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Washington, D.C. -- U.S. Office of Personnel Management Acting Director Dan G. Blair convened a meeting of the Chief Human Capital Officers Council for a briefing on new workplace flexibilities that will help agencies recruit and retain critical-position or in-demand employees.
The flexibilities discussed at this week's meeting relate to the use and amount of bonuses that soon will become available to agencies to recruit and retain critical-position or in-demand employees.
Council members also heard from the head of a non-profit organization that will conduct a survey of federal employees and managers aimed at promoting public service as an important career option for engineers, scientists and other in-demand occupations.
Blair, who chairs the Chief Human Capital Officers (CHCO) Council, said passage of the Workforce Flexibility Act of 2004 was as a major victory for the President's Management Agenda (PMA). In part, the PMA calls for adding workplace flexibilities to an existing core of authorities that can be used to help recruit and retain people with 21st century skills needed by federal agencies. Several key authorities of the law take effect May 1, 2005, including those that expand the pool of employees eligible for bonuses and the circumstances under which bonuses can be paid.
For example, the new law permits agencies to pay a retention bonus to a current employee who possesses extremely high qualifications and is likely to move to another position elsewhere in the federal government. Current law does not allow bonuses based on inter-agency movement.
In addition, the law increases the limits on the amounts agencies can pay in bonuses. Agencies will be able to pay exceptional recruits bonuses up to 100 percent of
their starting salary. Retention allowances also can increase to 50 percent of an employee's salary.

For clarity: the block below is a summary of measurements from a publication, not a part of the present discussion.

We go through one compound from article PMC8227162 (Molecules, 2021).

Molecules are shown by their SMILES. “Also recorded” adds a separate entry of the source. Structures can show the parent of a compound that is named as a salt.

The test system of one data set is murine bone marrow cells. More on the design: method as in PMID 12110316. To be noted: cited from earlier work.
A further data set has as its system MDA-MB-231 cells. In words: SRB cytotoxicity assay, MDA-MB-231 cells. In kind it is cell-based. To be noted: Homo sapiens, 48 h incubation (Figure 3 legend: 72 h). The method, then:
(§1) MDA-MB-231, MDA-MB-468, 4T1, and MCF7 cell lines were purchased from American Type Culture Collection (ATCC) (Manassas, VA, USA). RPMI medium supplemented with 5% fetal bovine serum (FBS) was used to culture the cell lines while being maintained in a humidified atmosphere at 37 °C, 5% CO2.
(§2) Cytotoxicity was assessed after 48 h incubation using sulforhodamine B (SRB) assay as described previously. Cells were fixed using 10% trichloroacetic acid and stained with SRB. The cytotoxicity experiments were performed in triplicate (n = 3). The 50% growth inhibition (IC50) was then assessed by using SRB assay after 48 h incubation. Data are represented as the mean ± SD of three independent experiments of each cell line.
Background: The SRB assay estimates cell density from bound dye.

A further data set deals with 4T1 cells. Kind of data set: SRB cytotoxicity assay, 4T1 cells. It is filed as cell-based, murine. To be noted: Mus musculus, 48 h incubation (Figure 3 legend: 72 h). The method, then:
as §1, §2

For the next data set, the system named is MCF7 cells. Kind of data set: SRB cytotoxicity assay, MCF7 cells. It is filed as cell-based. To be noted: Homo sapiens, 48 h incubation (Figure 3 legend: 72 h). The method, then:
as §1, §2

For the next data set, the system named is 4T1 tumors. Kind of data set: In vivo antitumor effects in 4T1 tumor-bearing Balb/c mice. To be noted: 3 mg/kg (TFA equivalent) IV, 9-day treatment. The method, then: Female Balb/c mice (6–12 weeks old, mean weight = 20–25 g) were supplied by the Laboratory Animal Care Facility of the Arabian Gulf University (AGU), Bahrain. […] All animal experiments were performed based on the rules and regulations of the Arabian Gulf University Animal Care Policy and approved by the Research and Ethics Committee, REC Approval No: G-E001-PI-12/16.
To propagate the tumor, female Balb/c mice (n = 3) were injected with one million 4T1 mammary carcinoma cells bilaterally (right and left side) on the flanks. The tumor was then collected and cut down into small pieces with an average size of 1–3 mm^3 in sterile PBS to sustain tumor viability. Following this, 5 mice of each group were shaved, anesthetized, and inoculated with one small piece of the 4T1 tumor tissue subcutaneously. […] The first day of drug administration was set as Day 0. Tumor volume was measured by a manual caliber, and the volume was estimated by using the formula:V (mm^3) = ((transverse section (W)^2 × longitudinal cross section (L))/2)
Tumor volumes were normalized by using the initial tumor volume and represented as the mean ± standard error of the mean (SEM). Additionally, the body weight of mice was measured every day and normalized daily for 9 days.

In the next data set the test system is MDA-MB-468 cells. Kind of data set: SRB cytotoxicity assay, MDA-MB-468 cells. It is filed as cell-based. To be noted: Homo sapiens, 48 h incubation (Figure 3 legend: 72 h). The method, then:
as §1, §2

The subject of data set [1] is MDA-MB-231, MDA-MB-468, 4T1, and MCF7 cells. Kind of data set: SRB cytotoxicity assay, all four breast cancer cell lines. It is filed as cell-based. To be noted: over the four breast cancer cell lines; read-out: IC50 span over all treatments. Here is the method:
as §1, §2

Blair invited Max Stier to the meeting to discuss an impending survey that will rank agencies based on the workplace perceptions of federal managers and employees. Stier is President and Chief Executive Officer of the Washington-based, not-for-profit Partnership for Public Service.
"Max has taken a lead role in explaining the value of public service to the American public," said Blair, adding that Stier has earned respect within the political and federal communities alike. "Max speaks with an objective voice, and he will have employees, legislators and job seekers eagerly awaiting the survey's findings."
Stier said the survey will rank agencies, while providing data and employee feedback for use in building future recruitment campaigns to attract highly qualified employees.
"It's important to build constituencies of support for public service," said
Stier. "The interest in government work is larger now that it has been in quite some time."
Members of the CHCO Council also listened to a presentation about OPM's free, subscription-based e-mail service that automatically alerts subscribers to federal office closures in the Washington area. Information is relayed automatically to subscribers of the service when OPM announces area-wide closings resulting from weather conditions, emergencies, or other situations.
The alert system already has more than 11,000 federal subscribers, among them key government officials and rank-and-file employees who have a need for immediate notification of changes to regular operations. Council members were urged to push for additional subscriberships among key personnel. Registration for the alert system can be made at www.opm.gov/status/subscribe.aspx.
"This system is extremely useful in getting out the word quickly and accurately if a weather situation or emergency event requires OPM to change the status of government in the Washington area," said Blair. "It is a pro-active approach designed to help those who need to know the minute a decision is announced."
By law, Chief Human Capital Officers lead their agencies in forming and shaping federal HR policies and programs that involve the selection, development and ongoing enrichment of employees who work for America's taxpayers. CHCO Council members also communicate best-practices between agencies.
Our mission is to Recruit, Retain and Honor a World-Class Workforce to Serve the American People. OPM supports U.S. agencies with personnel services and policy leadership including staffing tools, guidance on labor-management relations and programs to improve work force performance.